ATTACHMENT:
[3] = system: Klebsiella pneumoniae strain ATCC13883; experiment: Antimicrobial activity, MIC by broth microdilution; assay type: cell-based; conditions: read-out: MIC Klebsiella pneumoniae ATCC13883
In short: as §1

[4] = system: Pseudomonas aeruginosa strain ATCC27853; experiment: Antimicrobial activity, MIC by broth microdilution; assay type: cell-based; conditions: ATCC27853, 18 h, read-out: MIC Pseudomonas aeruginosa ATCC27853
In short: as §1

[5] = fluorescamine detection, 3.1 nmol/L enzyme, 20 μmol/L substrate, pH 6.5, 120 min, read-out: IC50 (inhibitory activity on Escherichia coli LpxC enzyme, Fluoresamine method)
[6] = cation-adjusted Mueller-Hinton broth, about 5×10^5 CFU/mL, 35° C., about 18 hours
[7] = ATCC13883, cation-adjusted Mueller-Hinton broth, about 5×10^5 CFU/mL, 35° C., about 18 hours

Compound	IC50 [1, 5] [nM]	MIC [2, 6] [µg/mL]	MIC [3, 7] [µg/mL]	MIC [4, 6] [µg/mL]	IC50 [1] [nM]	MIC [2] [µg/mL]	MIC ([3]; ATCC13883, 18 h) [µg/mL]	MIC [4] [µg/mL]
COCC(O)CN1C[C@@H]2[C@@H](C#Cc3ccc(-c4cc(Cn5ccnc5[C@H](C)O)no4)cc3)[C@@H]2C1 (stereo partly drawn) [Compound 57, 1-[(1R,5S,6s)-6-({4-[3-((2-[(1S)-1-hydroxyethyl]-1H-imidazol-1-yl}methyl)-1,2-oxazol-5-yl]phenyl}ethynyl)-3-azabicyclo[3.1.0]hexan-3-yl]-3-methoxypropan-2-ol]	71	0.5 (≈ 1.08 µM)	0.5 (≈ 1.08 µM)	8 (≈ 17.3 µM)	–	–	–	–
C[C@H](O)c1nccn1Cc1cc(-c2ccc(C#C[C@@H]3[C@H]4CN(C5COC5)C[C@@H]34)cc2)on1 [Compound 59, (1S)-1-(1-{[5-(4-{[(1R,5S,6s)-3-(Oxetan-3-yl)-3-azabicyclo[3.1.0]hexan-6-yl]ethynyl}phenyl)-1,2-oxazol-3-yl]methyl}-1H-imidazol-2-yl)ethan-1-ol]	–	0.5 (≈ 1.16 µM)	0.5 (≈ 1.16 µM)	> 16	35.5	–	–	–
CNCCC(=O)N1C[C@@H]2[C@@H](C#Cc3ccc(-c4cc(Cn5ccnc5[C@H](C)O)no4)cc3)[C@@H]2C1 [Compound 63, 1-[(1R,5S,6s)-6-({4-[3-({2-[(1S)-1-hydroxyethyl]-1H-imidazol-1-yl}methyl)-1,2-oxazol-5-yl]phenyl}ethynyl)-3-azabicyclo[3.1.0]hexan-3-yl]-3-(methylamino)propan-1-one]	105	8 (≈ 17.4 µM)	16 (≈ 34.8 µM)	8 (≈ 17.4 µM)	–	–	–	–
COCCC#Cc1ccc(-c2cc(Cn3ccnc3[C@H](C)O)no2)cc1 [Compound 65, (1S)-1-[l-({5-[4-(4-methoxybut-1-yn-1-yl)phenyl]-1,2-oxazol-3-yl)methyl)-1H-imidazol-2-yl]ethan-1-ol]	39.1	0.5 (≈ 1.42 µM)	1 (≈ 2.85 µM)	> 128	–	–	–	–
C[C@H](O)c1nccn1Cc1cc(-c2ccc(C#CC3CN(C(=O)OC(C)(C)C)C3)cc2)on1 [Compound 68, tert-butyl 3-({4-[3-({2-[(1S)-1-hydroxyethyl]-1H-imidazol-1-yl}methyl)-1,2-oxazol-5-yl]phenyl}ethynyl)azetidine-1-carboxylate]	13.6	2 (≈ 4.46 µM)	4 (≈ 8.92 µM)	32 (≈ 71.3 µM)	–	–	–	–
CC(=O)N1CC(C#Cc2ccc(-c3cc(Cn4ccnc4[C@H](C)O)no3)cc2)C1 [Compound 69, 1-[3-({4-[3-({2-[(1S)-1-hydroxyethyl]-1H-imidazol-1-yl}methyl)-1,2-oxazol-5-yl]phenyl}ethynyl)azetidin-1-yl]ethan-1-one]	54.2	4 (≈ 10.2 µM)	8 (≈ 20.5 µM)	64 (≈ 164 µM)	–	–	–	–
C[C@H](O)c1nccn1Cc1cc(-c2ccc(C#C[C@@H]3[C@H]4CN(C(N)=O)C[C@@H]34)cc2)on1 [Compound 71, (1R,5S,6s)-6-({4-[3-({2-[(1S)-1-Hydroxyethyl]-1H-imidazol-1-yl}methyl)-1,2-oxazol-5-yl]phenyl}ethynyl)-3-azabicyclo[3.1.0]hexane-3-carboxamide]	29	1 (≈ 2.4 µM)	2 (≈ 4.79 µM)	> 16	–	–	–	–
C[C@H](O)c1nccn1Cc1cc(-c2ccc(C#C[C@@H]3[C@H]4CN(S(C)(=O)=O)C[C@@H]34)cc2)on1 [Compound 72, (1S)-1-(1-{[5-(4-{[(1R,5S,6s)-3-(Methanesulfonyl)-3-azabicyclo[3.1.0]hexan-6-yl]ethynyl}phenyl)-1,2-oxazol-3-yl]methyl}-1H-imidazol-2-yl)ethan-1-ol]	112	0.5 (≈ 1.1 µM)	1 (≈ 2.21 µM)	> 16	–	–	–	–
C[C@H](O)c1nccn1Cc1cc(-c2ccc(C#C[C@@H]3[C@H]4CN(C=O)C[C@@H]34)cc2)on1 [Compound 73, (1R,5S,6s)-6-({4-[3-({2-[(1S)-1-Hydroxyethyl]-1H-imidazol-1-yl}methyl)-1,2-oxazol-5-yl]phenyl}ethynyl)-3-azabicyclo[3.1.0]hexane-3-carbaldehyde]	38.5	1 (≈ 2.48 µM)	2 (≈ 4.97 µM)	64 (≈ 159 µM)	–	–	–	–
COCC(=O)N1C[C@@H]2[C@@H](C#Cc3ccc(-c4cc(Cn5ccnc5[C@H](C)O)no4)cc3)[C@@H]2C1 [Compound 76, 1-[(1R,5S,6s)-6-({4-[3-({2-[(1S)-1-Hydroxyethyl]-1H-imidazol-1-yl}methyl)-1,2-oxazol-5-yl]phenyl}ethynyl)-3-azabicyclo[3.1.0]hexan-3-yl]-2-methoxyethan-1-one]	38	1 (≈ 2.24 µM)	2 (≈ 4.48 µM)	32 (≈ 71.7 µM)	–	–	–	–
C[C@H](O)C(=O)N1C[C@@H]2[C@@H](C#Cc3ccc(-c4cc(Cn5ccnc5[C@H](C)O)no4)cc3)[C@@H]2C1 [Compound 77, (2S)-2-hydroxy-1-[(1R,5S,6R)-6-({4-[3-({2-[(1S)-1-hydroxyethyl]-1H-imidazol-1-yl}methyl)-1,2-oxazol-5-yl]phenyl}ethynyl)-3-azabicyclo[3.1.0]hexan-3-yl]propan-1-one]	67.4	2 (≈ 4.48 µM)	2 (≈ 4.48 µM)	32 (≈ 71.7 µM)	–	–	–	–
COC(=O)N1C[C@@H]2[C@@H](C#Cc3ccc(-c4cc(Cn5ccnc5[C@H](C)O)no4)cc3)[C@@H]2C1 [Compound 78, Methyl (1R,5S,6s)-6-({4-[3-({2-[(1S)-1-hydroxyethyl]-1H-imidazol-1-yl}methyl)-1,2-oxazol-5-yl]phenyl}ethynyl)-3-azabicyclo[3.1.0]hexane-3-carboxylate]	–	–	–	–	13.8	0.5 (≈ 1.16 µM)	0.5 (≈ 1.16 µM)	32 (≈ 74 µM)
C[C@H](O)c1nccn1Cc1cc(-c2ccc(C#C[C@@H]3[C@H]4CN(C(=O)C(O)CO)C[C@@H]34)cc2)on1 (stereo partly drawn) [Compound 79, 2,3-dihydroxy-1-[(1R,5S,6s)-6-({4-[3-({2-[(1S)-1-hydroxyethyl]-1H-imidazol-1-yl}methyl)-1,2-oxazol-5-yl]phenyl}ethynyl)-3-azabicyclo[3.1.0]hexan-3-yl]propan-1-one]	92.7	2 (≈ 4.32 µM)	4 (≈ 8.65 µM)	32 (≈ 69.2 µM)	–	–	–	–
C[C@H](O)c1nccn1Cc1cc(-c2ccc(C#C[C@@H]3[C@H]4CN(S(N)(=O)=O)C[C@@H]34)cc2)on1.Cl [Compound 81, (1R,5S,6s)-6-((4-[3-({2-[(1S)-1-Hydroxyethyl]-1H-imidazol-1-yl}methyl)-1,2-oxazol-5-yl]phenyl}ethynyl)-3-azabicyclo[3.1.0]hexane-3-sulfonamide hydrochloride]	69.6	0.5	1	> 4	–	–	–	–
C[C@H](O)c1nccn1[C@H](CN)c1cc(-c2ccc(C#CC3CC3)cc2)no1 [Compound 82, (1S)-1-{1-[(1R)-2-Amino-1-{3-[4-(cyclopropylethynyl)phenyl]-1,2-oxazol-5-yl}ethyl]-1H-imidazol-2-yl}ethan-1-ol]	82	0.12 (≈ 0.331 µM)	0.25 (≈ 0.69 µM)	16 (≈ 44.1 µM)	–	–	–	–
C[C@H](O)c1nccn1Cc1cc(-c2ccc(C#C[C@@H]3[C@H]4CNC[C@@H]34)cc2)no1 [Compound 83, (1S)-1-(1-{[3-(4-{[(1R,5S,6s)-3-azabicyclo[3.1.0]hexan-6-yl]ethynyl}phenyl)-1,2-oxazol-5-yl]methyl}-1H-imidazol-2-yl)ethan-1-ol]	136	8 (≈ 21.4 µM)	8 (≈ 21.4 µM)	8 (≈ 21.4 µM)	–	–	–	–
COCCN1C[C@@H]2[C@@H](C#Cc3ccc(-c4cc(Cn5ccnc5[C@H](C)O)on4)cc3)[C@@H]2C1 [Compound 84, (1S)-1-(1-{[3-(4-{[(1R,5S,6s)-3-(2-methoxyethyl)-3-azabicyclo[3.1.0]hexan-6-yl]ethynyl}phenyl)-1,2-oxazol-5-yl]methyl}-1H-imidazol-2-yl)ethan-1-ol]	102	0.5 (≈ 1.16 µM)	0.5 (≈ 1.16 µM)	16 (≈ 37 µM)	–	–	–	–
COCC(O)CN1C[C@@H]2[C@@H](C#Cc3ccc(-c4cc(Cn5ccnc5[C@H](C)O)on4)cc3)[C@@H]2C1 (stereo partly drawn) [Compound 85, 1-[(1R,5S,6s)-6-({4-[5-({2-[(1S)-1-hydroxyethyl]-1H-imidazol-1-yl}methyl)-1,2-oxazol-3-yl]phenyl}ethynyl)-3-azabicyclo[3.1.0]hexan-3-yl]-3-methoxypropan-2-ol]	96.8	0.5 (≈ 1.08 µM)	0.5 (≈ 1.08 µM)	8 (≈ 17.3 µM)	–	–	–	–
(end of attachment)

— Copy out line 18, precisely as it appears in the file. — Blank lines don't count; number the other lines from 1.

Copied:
COCC(=O)N1C[C@@H]2[C@@H](C#Cc3ccc(-c4cc(Cn5ccnc5[C@H](C)O)no4)cc3)[C@@H]2C1 [Compound 76, 1-[(1R,5S,6s)-6-({4-[3-({2-[(1S)-1-Hydroxyethyl]-1H-imidazol-1-yl}methyl)-1,2-oxazol-5-yl]phenyl}ethynyl)-3-azabicyclo[3.1.0]hexan-3-yl]-2-methoxyethan-1-one]	38	1 (≈ 2.24 µM)	2 (≈ 4.48 µM)	32 (≈ 71.7 µM)	–	–	–	–